17/07/2013 07:36 BST | Updated 15/09/2013 06:12 BST

Self-Censorship and Polite Avoidance: What the Trayvon Martin Case Teaches Me About Myself

I'm surprised by the force with which I feel the impact of the Trayvon Martin verdict. Not just as a mother, as I try and imagine what it must be like, to walk out of a courtroom where a half dozen of your fellow citizens have decided that the fatal shooting of your unarmed seventeen year old is not a crime. Not even because as a person I am horrified that life is repeatedly shown to be worthless. I am sad because of the level of censorship that this case has shown to me to exist. Self censorship, I know amongst my friends, but mainly of myself.

I heard news of the acquittal at about 3:30am on Sunday morning. Since then I have cried about it. I've also been unable to talk about it with the accepted pseudo-legal dispassion and moral high ground that such complex (is it complex?) cases seem, in polite company, to require. That's because I am furious, I am disgusted and I am heartbroken. And yet much as I've wanted to post about it, I have equally avoided doing so.

I haven't wanted to write because it's uncomfortable, it's political, and it's divisive and not just on racial lines. I've explained away my inaction by pointing to the fact that I am not a lawyer; I didn't follow the case all that closely and so feel uncertain whether my opinions are really valid. I feel like a light-weight wading into the American legal, socio-political system when as a Ghanaian I don't really understand the African-American experience. But mainly I haven't wanted to write because I don't want to open myself up to the kinds of attack that cases like this seem to bring. More than this and if I am scrupulously honest, I don't want what I have to say to be dismissed as, predictably, what all Black people feel. As if by the colour of our skin we are one monolithic voice and person, because we are not.

Yet the fact remains that my individual voice is calling me to make a statement about something that happened far away to a boy who is a bit like me. And I have understood that I have talked in the last two days, with two exceptions, only to brown people like me about this case. The unavoidable truth is that among my admittedly not massive, but still sizeable number of Facebook friends, not a single one of my non-Black friends have posted, commented or initiated a conversation about this. And I wonder why this is? It is because this case involves a brown-skinned boy? Is it that the unavoidable racial conversation makes it scary of non-Black people to feel like they have an opinion they can share? When so many sides of the conversation are bound in fearful censorship, how can we communicate and air our opinions, voice our anger and hurt and disappointment and have them heard in ways that are more constructive than defensive posturing or rioting?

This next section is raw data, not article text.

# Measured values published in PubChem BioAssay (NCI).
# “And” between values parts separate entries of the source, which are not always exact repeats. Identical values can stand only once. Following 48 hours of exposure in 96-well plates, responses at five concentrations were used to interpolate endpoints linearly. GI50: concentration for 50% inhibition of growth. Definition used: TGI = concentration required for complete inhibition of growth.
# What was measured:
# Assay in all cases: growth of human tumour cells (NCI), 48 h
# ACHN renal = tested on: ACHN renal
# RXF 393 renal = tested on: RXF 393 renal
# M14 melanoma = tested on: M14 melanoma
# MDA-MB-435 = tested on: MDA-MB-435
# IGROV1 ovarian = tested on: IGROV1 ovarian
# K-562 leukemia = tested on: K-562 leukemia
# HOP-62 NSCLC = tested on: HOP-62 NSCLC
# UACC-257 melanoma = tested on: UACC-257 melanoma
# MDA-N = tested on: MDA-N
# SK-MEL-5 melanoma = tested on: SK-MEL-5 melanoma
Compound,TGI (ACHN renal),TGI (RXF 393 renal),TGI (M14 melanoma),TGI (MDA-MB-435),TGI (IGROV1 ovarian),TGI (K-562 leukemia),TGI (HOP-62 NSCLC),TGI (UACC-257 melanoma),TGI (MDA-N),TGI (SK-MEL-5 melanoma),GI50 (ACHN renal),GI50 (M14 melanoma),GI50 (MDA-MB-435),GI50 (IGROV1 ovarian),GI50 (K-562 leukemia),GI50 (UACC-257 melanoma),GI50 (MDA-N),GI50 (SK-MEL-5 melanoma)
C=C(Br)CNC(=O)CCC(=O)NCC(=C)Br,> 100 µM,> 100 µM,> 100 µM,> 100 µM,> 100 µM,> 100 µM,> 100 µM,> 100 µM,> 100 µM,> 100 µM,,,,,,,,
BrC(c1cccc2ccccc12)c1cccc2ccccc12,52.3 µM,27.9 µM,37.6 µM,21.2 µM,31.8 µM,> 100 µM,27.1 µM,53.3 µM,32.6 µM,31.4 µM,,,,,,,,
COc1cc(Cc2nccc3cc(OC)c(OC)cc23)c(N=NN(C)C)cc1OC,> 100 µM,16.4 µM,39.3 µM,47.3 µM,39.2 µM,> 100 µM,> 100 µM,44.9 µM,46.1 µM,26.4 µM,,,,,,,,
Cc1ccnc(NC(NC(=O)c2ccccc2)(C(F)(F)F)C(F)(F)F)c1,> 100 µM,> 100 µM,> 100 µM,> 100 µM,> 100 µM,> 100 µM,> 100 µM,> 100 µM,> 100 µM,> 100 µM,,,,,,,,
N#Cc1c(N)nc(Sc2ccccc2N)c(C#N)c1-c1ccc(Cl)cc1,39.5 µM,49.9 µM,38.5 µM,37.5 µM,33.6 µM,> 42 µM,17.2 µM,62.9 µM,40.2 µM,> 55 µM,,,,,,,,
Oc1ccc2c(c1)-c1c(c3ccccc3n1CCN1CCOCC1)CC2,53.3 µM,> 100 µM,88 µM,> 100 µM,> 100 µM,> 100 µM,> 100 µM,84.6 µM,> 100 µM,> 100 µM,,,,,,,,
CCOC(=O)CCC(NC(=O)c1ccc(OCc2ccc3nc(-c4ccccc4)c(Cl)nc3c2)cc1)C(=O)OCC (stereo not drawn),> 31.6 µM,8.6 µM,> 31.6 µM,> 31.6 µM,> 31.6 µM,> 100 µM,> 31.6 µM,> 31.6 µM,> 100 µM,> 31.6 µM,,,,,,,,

Why I was reticent to say quickly, publically and without fear that it's wrong and numbing that an unarmed brown-skinned boy can be gunned down for, what? For being himself? For being imagined to fit the stereotype of a life-threatening thug? Explain it to me. Why is it that I feel that I can't speak openly about this with my entire cosmopolitan, über-opinionated, mainly warm circle of friends? I know it's because to stand firmly and announce my opinion so concretely to the world is scary. It's bound to unearth some fault lines in friendship that may never recover. Maybe that's the reason this particular loss hurts all the more. Because along with a 17 year old I never met dies some of the romanticism of friendship. Perhaps that's why I cannot write without having to stop every few words to blink away the tears that warp the screen. Standing for justice it seems means drawing a line of what you stand for and so who stands with you. And that creates the divide. And that's where we already are: us and them.